Archive for February 23rd, 2012

February 23, 2012

Free Speech Zone

no speech

Free speech zones (also known as ‘First Amendment Zones’) are areas set aside in public places for political activists to exercise their right of free speech in the US. The First Amendment states that ‘Congress shall make no law… abridging… the right of the people peaceably to assemble, and to petition the Government for a redress of grievances.’ The existence of free speech zones is based on court decisions stipulating that the government may regulate the time, place, and manner—but not content—of expression.

The stated purpose is to protect the safety of those attending the political gathering, or for the safety of the protesters themselves. Critics, however, suggest that such zones are ‘Orwellian,’ and that authorities use them in a heavy-handed manner to censor protesters by putting them literally out of sight of the mass media, hence the public, as well as visiting dignitaries.  Civil libertarians claim that such areas are used as a form of censorship and public relations management to conceal the existence of popular opposition from the mass public and elected officials.

February 23, 2012


part time punks

Poseur is a pejorative term which describes a person who copies the dress, speech, and mannerisms of a subculture without understanding the values or philosophy of the group they are mimicking. A poseur habitually pretends to be something they are not (an insincere person), or tries to impress others by behaving in an affected way (a pretentious person).

While the term is most associated with the 1970s- and 1980s-era punk and hardcore subculture, English use originates in the late 19th century. The English term is a loanword from French, where it refers to people who ‘affect an attitude or pose.’ One could say ‘poseur’ is merely the English word ‘poser’ in French garb and thus could itself be considered an affectation.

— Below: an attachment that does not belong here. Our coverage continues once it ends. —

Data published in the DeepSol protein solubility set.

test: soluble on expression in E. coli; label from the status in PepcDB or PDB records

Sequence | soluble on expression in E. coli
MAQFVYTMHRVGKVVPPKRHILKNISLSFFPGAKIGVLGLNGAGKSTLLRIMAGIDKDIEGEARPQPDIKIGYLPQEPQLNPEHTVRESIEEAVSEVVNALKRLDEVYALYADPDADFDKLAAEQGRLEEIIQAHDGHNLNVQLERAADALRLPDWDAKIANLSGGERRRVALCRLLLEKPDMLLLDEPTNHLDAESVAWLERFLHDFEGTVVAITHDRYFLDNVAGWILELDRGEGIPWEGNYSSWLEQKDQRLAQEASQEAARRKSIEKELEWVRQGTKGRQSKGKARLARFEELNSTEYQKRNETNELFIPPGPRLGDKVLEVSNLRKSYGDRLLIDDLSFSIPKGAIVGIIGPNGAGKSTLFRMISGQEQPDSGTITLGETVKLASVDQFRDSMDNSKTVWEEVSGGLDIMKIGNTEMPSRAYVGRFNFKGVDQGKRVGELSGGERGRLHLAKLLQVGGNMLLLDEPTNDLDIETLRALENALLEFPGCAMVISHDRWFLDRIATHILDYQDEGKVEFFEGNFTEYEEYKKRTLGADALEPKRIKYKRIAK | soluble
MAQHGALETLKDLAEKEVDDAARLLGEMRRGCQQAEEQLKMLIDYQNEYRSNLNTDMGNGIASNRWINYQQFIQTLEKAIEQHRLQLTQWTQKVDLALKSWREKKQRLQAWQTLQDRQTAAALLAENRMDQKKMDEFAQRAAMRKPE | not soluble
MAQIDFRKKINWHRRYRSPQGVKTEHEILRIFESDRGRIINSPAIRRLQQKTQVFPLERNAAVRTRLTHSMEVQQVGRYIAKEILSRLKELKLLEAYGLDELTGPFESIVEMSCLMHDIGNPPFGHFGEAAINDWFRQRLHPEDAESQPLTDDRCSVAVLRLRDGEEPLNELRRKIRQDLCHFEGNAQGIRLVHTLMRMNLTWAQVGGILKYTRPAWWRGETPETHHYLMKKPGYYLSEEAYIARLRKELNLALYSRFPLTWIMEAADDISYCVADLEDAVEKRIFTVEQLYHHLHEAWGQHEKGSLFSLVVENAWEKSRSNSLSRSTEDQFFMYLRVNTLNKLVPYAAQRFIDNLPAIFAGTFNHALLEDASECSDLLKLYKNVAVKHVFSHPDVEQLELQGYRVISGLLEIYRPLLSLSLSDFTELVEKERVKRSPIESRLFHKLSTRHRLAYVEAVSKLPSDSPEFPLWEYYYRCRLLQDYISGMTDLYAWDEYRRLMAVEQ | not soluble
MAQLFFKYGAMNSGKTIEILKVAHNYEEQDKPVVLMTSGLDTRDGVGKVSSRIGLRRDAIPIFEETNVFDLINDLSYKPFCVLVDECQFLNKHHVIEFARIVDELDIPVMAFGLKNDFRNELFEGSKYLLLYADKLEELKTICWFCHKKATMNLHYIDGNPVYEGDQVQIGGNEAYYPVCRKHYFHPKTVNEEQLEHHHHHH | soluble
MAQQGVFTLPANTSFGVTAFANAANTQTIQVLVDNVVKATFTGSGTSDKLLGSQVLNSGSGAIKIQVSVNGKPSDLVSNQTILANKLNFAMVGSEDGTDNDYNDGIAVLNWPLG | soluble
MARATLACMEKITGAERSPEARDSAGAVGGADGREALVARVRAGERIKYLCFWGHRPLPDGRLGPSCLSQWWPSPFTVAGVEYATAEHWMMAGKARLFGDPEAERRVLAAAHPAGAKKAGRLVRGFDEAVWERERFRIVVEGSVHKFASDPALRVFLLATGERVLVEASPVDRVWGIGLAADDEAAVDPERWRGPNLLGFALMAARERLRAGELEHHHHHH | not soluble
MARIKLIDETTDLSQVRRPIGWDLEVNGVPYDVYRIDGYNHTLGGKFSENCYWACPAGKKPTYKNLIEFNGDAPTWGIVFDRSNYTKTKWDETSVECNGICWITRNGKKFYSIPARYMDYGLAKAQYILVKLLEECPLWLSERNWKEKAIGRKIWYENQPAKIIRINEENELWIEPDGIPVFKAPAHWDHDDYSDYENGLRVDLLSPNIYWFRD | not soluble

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February 23, 2012



Gravitropism [gra-vitre-pizm] is a turning or growth movement by a plant or fungus in response to gravity.

Charles Darwin was one of the first to scientifically document that roots show positive gravitropism and stems show negative gravitropism. That is, roots grow in the direction of gravitational pull (i.e., downward) and stems grow in the opposite direction (i.e., upwards).

February 23, 2012

Jewish Humor

larry by deer dana

Jewish humor is self-deprecating, crude, and often anecdotal humor originating in Eastern Europe, which took root in the United States over the last hundred years. Beginning with vaudeville, and continuing through radio, stand-up comedy, film, and television, a disproportionately high percentage of American and Russian comedians have been Jewish.

Jewish humor is rooted in several traditions. The first is the intellectual and legal methods of the Talmud, which uses elaborate arguments and situations often seen as so absurd as to be humorous in order to tease out the meaning of religious law. There is an egalitarian tradition among the Jewish communities of Eastern Europe in which the powerful were often mocked subtly, rather than attacked overtly—as Saul Bellow once put it, ‘oppressed people tend to be witty.’ Jesters known as badchens used to poke fun at prominent members of the community during weddings, creating a good-natured tradition of humor as a levelling device.

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